Mark Lemmon named the Sackler Professor of Pharmacology

Mark A. Lemmon, newly named as the David A. Sackler Professor of Pharmacology, is a biochemist and structural biologist whose research focuses on how molecules work and how cells signal, especially in growth control.

Lemmon is co-director of the Yale Cancer Biology Institute at Yale’s West Campus, a research institute of approximately a dozen faculty laboratories focused on the core science of cancer. The Institute -- currently in the development stage -- will bring together a diverse group of scientists to focus on complementary areas of research in cancer biology. The primary goal is to pinpoint the root molecular causes of cancer, identify new molecular targets, and develop new drug treatments to contain or even eradicate them. Lemmon aims to recruit faculty to open new labs at the rate of two to three per year, and by 2020 expects the institute to be fully staffed with around 120 researchers.

A graduate of the University of Oxford, Lemmon earned his M.Phil. and Ph.D. degrees from Yale, and completed postdoctoral training at New York University Medical Center as a Damon Runyon Fellow. He then served on the faculty at the University of Pennsylvania Perelman School of Medicine for 19 years, most recently as the George W. Raiziss Professor and Chair of Biochemistry and Biophysics, as well as an investigator in Penn’s Abramson Family Cancer Research Institute. He came to Yale in June 2015 as a professor of pharmacology.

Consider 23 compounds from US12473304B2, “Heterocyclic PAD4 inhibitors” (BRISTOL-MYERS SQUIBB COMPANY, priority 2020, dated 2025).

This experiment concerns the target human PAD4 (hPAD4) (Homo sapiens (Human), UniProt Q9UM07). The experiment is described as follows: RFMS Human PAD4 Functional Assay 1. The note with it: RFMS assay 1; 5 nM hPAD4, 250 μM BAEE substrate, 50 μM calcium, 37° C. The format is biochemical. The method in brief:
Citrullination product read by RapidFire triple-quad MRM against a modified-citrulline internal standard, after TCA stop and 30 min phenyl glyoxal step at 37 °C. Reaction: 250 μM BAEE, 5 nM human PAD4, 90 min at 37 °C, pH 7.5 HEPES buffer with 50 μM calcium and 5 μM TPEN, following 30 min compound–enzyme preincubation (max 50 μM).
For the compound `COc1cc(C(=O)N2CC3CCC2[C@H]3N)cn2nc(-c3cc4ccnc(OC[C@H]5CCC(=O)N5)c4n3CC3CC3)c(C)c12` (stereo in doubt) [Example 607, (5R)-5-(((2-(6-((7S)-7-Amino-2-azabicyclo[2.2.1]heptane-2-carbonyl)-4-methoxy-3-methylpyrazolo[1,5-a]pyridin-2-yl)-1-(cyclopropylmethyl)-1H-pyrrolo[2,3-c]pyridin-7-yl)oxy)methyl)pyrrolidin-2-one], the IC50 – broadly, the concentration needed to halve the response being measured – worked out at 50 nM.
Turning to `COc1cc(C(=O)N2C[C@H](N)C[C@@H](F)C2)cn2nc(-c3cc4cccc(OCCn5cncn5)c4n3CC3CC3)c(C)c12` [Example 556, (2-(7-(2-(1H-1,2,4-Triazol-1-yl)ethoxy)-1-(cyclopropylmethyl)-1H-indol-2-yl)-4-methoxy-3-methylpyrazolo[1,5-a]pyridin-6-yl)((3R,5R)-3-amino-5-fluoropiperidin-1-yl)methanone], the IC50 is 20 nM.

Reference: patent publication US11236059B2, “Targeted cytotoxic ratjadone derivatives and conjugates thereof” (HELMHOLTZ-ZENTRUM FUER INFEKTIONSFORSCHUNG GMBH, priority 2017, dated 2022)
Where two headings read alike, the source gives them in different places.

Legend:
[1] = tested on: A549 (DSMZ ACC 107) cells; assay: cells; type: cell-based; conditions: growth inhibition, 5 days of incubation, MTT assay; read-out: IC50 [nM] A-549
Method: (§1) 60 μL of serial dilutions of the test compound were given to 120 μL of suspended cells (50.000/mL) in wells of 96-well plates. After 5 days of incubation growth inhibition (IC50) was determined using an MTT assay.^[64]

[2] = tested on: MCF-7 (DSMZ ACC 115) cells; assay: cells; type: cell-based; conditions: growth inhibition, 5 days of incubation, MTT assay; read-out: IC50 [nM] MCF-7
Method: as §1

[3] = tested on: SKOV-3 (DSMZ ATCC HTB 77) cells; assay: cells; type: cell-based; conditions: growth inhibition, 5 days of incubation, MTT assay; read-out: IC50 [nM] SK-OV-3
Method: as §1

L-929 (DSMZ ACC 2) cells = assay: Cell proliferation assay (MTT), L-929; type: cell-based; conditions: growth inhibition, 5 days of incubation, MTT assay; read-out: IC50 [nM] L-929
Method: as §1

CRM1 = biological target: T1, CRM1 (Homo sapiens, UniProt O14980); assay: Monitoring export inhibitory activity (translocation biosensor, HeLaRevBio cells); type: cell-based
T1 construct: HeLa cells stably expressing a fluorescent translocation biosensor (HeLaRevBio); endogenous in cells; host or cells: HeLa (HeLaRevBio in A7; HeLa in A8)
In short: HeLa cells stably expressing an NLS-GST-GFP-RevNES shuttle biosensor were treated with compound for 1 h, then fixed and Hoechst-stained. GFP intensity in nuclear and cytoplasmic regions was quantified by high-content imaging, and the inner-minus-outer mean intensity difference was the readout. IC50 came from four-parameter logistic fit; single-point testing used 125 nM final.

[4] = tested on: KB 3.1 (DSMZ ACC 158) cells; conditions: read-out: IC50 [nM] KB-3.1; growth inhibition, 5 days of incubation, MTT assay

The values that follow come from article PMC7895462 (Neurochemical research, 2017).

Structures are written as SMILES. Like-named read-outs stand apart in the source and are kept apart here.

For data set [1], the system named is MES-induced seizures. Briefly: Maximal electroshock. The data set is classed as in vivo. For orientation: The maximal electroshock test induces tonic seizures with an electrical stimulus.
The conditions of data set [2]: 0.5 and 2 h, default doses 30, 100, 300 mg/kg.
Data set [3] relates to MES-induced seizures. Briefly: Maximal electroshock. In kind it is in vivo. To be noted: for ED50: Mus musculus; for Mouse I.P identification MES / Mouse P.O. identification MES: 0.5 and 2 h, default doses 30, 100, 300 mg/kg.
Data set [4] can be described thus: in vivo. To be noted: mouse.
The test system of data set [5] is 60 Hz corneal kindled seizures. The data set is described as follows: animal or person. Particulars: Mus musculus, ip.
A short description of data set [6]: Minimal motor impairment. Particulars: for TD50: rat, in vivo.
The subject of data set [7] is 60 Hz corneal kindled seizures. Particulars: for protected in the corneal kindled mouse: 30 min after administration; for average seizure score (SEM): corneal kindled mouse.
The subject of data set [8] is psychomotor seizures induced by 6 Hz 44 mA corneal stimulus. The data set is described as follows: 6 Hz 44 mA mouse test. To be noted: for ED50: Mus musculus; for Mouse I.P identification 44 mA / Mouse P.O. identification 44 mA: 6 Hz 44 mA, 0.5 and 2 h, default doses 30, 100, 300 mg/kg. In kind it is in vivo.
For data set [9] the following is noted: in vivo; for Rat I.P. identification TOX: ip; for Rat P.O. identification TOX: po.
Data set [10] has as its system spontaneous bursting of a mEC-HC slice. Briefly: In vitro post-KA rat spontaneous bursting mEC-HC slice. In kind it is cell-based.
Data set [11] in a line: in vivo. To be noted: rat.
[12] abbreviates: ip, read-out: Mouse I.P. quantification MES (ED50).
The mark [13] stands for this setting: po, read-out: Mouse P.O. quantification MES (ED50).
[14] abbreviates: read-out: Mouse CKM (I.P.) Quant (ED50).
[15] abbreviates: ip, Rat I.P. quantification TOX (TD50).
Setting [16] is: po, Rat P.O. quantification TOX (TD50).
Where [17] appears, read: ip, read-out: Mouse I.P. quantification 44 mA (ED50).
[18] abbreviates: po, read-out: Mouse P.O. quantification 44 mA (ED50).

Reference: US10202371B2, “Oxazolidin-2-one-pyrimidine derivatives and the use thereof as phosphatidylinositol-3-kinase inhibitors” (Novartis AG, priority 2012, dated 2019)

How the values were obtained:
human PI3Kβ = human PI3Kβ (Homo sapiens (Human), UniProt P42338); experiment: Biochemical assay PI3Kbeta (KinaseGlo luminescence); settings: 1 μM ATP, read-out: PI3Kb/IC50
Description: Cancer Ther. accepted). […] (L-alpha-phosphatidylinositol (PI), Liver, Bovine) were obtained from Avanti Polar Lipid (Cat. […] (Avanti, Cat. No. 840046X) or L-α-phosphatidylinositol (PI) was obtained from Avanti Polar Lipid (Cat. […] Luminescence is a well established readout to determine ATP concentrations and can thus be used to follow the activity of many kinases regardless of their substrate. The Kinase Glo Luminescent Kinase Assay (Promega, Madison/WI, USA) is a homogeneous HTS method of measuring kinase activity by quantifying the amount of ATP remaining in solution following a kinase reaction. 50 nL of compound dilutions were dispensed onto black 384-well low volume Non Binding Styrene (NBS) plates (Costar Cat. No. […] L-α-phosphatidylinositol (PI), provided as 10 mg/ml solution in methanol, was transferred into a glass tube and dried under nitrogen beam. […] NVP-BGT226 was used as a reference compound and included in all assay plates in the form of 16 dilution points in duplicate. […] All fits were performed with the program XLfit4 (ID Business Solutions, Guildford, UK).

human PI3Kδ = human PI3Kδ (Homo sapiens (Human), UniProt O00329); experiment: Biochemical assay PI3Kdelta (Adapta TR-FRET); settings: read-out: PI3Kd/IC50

Lemmon has contributed over 100 articles to top-tier peer-reviewed journals such as Nature, Cell, and Molecular Cell, and is a frequently called-upon commentator on advances in his field. In addition to leading an active and visible laboratory, Lemmon has been recognized with several editorial positions at prestigious journals in the field, including Cell and Molecular Cell, among other publications, and is vice chair for the Americas at the Biochemical Journal. He also serves on numerous advisory boards, and served two terms as secretary of the American Society for Biochemistry and Molecular Biology (ASBMB).

The Yale professor is the recipient of numerous research grants from the National Institutes of Health and the Department of Defense. His honors include the Dorothy Crowfoot Hodgkin Award of the Protein Society and the Stanley N. Cohen Biomedical Research Award from the University of Pennsylvania.